Guest Blogger Checklist: Ten Things to Ask Your New Guest

Do you need a guest blogger checklist? Recently, I wrote a post about how to avoid getting spammed by guest bloggers. You might want to take a look at it if you’re getting that kind of spam on your blog. The outcome of that post was that a few of us might need a guest blogger checklist! So here you go.

Who are you?

Check out the potential guest blogger’s credentials. Do a Google search on their name, company, and make sure their email matches up with what they say. You might want to talk on the phone with them, too, if possible. I receive a lot of requests where the email address looks spammy and there’s no real signature.

What topics do you want to write about?

If your topics don’t align with what your potential guest blogger wants to write about, that’s an immediate no in my book. But be creative and see if there’s a way. That’s if everything else about the writer looks legit!


Image by <a href="">StartupStockPhotos</a> from <a href="">Pixabay</a>

Guest Blogger Checklist: Ten Things to Ask Your New Guest | Image by StartupStockPhotos from Pixabay

How many links do you need?

My formula is about two incoming and two outgoing links, maybe one more or less. That’s for a 500-word article. Not 50 links and certainly not 100 links! Also, I wouldn’t add links in silly places. One guest blogger wanted to put links in words like “the” and “an.” Um…no!

Where do you want the links to go?

If the links are spammy, that’s another immediate no. Links should go to legitimate websites, not to unrelated places that would simply anger your readers. Check all the links before publishing and make sure they’re adding value to your post.

Who provides the graphics?

Ensure that the graphics are really in the public domain or create or buy your own graphics for the article. A place like Pixabay has free graphics, but for a guest blog, you might want to go with Shutterstock or another subscription-based site. Also, you might want to take a screenshot (if you use a free graphic and store it somewhere safe in case the artist changes their mind about it being free. It happens all the time!).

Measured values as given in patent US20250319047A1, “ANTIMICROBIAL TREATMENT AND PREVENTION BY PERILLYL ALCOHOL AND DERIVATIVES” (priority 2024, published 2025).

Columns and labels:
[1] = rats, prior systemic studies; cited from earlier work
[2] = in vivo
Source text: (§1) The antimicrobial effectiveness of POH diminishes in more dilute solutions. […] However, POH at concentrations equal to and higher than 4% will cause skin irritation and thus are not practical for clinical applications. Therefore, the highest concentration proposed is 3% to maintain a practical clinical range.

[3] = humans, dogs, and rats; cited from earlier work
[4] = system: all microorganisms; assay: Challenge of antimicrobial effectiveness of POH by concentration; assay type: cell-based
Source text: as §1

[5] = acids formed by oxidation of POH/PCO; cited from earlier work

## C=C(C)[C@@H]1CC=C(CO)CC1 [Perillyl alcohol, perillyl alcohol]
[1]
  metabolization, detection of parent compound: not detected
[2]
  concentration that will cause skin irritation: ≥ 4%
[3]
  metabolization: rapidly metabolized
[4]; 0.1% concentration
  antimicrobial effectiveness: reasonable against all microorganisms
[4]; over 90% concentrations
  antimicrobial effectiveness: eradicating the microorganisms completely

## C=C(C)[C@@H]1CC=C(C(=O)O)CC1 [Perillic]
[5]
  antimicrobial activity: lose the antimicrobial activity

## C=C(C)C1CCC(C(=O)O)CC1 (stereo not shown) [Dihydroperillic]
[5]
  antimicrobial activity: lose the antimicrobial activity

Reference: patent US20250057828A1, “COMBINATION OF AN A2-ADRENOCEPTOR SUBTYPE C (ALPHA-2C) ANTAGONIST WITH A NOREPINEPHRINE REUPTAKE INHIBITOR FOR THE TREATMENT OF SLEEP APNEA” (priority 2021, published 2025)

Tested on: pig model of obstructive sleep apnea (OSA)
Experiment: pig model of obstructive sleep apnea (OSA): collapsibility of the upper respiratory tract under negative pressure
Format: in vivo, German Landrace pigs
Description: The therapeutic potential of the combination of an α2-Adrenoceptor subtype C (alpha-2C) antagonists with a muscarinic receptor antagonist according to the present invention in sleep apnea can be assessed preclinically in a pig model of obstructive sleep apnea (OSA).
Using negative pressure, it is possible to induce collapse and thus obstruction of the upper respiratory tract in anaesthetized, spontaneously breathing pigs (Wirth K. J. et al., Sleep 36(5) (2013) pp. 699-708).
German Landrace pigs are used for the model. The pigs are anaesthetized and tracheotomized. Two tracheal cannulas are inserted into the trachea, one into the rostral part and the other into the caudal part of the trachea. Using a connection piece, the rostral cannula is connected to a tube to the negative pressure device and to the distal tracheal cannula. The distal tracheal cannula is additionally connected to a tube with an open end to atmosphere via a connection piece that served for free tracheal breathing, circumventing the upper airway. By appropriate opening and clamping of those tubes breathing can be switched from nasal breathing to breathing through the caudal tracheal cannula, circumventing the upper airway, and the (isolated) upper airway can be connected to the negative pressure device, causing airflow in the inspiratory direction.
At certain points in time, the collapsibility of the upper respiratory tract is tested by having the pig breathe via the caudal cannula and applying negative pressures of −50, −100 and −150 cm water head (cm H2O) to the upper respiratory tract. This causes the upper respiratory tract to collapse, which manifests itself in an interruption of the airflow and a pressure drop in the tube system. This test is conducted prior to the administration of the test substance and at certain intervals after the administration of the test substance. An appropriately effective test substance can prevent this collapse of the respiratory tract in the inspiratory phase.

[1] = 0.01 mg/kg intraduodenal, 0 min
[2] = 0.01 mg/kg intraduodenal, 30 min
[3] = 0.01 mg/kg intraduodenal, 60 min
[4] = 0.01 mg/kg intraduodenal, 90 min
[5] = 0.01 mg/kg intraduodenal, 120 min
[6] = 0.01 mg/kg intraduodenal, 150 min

Who writes the headline?

You don’t want a click-baity headline. I’ve written about headline writing before: What Happens When You Wtie 25 Headlines Before Choosing One? If your potential guest writes click bait, then they’re not for you. Sometimes I’ll write one for fun, but humor can be tricky.

How many drafts do you need?

I prefer two drafts myself, but maybe three if the subject matter is complicated and needs more research. Beware of anyone who doesn’t want to have their copy checked, researched, or edited. That’s a sign that you’re dealing with someone shady.

When can you write the article?

Is there a specific timeline? Does your guest blogger want fast turnaround? Do you? Spell it out–then tell your potential guest blogger!

How long will the writing take?

Will your potential guest need a week to review each draft? A day? Let the blogger know what to expect. And let them know what you expect, too. For me, the process could take a couple of weeks to review and send back and forth the drafts.

How long will the article be?

Do you have a minimum number of words that you like to publish on your blog? And is there a maximum number, too? Decide upon what you’d like the length of the article to be. Yoast recommends a minimum of 300 words for a blog post.

You have the final say

Remember: it’s your blog and your reputation on the line. Make sure the guest blogger knows that you have the right to change what appears on your blog! Did I leave anything out? Let me know!




  1. I have accepted guest proposals as long as it is original content and can be useful to my audience.

    But yeah. I don’t ask them to rewrite. I edit from their first pass.

    If I don’t like what they deliver, I take that as a sign it isn’t a good fit.

    Generally, I ask friends to guest post and maybe I should do that more.

    • Hi Bridget,

      I think it’s best (and easiest) to have friends guest blog for you, since you’re probably already in alignment with their values. I guess I do the edits as a holdover from my technical writing days, where we’d do at minimum two passes on any document.

      Thanks for stopping by!

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